1

I make strawberry syrup using the follow ingredientes.

  • 1 pound of strawberrys;
  • half lemon juice;
  • 1 cup of sugar.

How can I make a sugar free (or at least using less sugar) strawberry syrup?

  • 3
    What about the sugar in the strawberries? – Cascabel Nov 6 '11 at 5:39
  • 3
    Sugar is not added to syrup for the taste; syrup is made of sugar by definition. You can make a strawberry-tasting liquid with artificial sweeteners, but 1) you will have to play a lot with thickeners to achieve a texture similar to syrup, 2) it will have a much shorter shelf life, and 3) technically, you shouldn't be calling it a syrup any more. – rumtscho Nov 7 '11 at 13:18
  • @Jefromi, the sugar in the strawberries is enough for me too, but I wanted to know how can I make my syrup (now I know that without sugar it's not syrup) without adding sugar, but keeping the texture. I'll try reducing the strawberries with a little bit of water and see if its tastes good. Maybe add a little stevia as Carina sugested. – pablosaraiva Nov 7 '11 at 18:17
  • Low concentrations of tapioca powder might fill the bill perfectly. Don't bother with agar or Xanthan gum. Orange peels provide a lot of pectin so you could try that to find what gives you something just shy of jelly. Sieve off the chunks of orange peel and there you are. Come to think of it some stores sell straight pectin. It's worth a look. – Wayfaring Stranger Dec 1 '18 at 0:42
1

You could replace the sugar with some artificial sweetener. I don't know the exact ratio, but I believe you can use less sweetener to an equivalent amount of sugar. But by definition syrup contains sugar, so you wouldn't be able to eliminate it (or a replacement completely).

I suppose, depending on what you're doing with it (topping for dessert, waffles, pancakes), you could just take the strawberries, add some water and lemon juice, and reduce it and make a sauce instead of a true syrup...

  • I think it's worth pointing out that by "replacement" you pretty much have to mean some sort of thickener. The sugar is what thickens the syrup, so if you just use strawberries and artificial sweeteners, you'll cook it down until it gets thick enough... and end up using the strawberries' sugar to thicken it, and therefore have much less volume, and end up eating about as much sugar anyway. – Cascabel Nov 7 '11 at 15:58
1

Use Agave Syrup/nectar instead. Reduce the quantity a little, about 2/3cup instead of your 1 cup of sugar.

Since you're using a liquid instead of real sugar, you may need to then reduce the amount of lemon juice. To keep a lemon flavour, you could try infusing the syrup with a slice or two of lemon while it's cooking. Definitely remove any lemon rind before bottling or using as it will be too bitter otherwise.

  • 1
    Agave nectar is a (natural) mixture of fructose and glucose ([wikipedia](en.wikipedia.org/wiki/Agave_nectar wikipedia)) so if the poster wants to reduce refined sugar it would be a good substitute, but fructose and glucose are both sugars, so it's really just substituting unrefined for refined sugars. – Gregor Nov 6 '11 at 19:33
1

I always use stevia. It's not an artificial sweetner, it's natural and it comes from a leaf. You can buy the extract which is super super sweet (a tiny level scoop it usually comes with equalls a tablespoon) or you can buy stevia sugar which is supposed to come to the same volume as sugar (so you don't have to add bulk) but it's more expensive. I usually buy the liquid stevia drops since I make a lot of chocolate at home and it just mixes right into other liquids I'm using. Nice. Liquid stevia can even come in different flavours. Oh, right, and it doesn't have any carbs/calories!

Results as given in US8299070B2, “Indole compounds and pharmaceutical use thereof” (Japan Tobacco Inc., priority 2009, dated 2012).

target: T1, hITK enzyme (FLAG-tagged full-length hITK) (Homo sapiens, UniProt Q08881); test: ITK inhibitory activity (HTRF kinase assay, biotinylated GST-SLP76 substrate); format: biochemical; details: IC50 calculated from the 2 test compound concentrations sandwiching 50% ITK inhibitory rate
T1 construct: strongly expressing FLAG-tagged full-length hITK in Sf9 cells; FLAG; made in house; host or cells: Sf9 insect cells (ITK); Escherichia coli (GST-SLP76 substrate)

2

Hmm, you might omit the sugar, reduce the lemon juice (maybe by half or so), and blend the strawberries very thoroughly with the remaining lemon juice, and that way you will get a nice flavorful strawberry sauce.

If, you then strain the sauce very well, and reduce the (basically) strawberry juice to the desired thickness (I'm picturing a honey-like consistency), you will end up with a translucent, thick, and smooth strawberry not-syrup - since syrup is defined by the added sugar, as others mentioned, and assuming the natural sugars in the strawberries don't end up counting enough to make it a "real" syrup. I don't think it will reach a really syrup-like stage without that straining, since the berry fibers will turn it into a paste instead when the water is too low for a sauce.

This strawberry not-syrup would be much more strongly strawberry flavored, for the same consistency, since the extra sugar needed to make it syrup-thick is substituted with extra strawberry juice, minus water. You will also get much less syrup out of it, between the volume of the missing sugar, the missing half of the lemon juice, and the loss of the extra water needed to make the final product thick enough. But, it should act, and store, much like a strawberry syrup would.

  • That would be strawberry treacle, not strawberry syrup. Treacle never tastes like the original fruit, the cooking down process is very long and changes the taste significantly. Also, the yield from strawberries will be really low. – rumtscho Dec 1 '18 at 10:10
2

You can make your strawberry sauce syrup without sugar easily just by replacing the sugar with stevia and then adding it to a proper amount of gelatin water for the proper consistency. It won't be the same for sure but it will be almost sugar free and thicker than water but not have the exact consistency of a syrup. Maybe a little xanthan gum along with the plain gelatin would be a little closer though.

Your Answer

By clicking “Post Your Answer”, you agree to our terms of service, privacy policy and cookie policy

Not the answer you're looking for? Browse other questions tagged or ask your own question.